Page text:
Andrew Andersen






The earliest history of Armenia is full of mysteries and sounds more like a legend than history proper. However, basing on ancient Assyrian and Greek chronicles as well as on the Holy Bible and the results of archeological research, we can believe that the land later called Armenia was invaded by the Hittites (ca. 2100 B.C.), Celts (ca. 1200 B.C.), Medes and Persians (ca. 900 B.C.) and Cimmerians (714 B.C.).


We also know that in the 9th century B.C. most of the territory of the future Armenia was occupied by the kingdom of Urartu which, in its turn was later absorbed by the Assyrian empire.


Between 558 and 334 B.C. Armenia was part of ancient Persian empire and by 323 B.C. was conquered by Alexander the Great.

Click on the map for the full-screen image


In early 2nd century B.C., first known Armenian kingdom was born to become an arena of long and devastating conflicts between major local powers Rome and Parthia.


Ancient Armenian kingdom came to the peak of its might between 189 and 63 B.C. during the reign of Tighran the Great who became an ally of Mithridate VI Eupator of Pontus in his fight against Rome. Between 187 and 70 B.C., Armenian state expanded greatly at the expense of Rome, Parthia, Iberia and Albania stretching from South Caspian seashore to the Mediterranean coast of Syria.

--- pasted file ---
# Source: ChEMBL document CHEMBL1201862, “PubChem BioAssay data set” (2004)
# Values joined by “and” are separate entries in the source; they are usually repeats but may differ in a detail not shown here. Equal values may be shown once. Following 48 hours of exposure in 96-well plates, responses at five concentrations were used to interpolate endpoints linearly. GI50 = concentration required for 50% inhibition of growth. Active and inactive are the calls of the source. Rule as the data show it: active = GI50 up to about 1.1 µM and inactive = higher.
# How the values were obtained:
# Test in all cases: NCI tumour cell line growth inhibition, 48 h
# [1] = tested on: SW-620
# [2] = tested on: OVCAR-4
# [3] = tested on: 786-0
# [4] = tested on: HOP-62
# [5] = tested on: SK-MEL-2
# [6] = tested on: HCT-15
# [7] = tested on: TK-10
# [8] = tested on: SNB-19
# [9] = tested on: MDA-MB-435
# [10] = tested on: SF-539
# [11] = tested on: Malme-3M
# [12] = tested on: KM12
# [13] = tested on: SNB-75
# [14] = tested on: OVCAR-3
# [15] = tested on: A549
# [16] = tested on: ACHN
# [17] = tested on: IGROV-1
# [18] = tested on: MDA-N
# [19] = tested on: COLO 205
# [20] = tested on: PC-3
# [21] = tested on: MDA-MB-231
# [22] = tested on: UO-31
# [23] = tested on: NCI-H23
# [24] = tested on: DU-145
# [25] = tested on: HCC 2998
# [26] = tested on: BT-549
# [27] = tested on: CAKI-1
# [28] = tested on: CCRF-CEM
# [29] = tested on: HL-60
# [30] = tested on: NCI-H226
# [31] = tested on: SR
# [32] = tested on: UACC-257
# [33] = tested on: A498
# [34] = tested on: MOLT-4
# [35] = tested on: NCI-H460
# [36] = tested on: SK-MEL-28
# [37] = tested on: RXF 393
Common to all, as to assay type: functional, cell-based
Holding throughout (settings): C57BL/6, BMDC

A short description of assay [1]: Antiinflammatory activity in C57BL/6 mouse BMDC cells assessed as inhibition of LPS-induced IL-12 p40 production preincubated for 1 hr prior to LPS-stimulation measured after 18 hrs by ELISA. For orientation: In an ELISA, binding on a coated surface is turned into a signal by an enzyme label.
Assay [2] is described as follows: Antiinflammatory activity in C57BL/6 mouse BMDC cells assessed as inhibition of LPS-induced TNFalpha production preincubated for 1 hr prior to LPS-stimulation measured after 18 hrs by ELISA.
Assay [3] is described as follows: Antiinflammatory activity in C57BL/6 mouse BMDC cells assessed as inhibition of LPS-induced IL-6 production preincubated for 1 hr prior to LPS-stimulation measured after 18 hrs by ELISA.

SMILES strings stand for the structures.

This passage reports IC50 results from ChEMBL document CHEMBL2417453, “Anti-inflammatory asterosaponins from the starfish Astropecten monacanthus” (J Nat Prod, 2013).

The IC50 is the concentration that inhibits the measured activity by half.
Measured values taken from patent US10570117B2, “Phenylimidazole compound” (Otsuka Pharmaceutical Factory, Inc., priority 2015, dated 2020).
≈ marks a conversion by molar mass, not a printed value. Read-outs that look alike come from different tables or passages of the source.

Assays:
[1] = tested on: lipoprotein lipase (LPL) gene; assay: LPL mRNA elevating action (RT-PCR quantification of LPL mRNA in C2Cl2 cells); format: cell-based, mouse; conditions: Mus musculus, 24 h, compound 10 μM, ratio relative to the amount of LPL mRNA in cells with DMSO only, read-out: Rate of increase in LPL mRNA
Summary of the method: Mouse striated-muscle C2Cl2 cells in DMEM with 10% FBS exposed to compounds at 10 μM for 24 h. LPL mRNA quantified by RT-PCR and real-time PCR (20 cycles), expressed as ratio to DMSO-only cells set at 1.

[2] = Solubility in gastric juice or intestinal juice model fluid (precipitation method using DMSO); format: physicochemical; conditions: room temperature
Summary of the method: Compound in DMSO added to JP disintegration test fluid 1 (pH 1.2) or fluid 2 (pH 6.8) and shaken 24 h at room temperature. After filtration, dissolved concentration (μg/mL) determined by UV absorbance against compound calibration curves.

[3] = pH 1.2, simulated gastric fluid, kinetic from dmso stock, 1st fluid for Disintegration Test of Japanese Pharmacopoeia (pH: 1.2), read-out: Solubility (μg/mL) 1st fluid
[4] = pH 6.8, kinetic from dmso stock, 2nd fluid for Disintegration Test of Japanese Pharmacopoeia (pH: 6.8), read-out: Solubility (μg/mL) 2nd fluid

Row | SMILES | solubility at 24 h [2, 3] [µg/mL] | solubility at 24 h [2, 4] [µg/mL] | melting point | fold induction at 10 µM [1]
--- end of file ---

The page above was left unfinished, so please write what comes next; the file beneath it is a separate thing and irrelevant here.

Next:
Click on the map for the full-screen image

Click on the map for the full-screen image


However, the Greater Armenian empire of Tighran did not last long. As a result of successful Roman campaigns of Pompeus from the west and Parthian invasion from the south, Armenia lost some of her conquests by 65 B.C. and in fact became Roman-Parthian dependency.


The following 600 years of Armenian history were marked by long wars against Rome and Parthia (Iran) as well as further territorial decline.


Click on the map for the full image



NB: In the year 301 Armenian King Thiradates III adopted Christianity as the state religion thus making Armenia the first Christian nation of the world.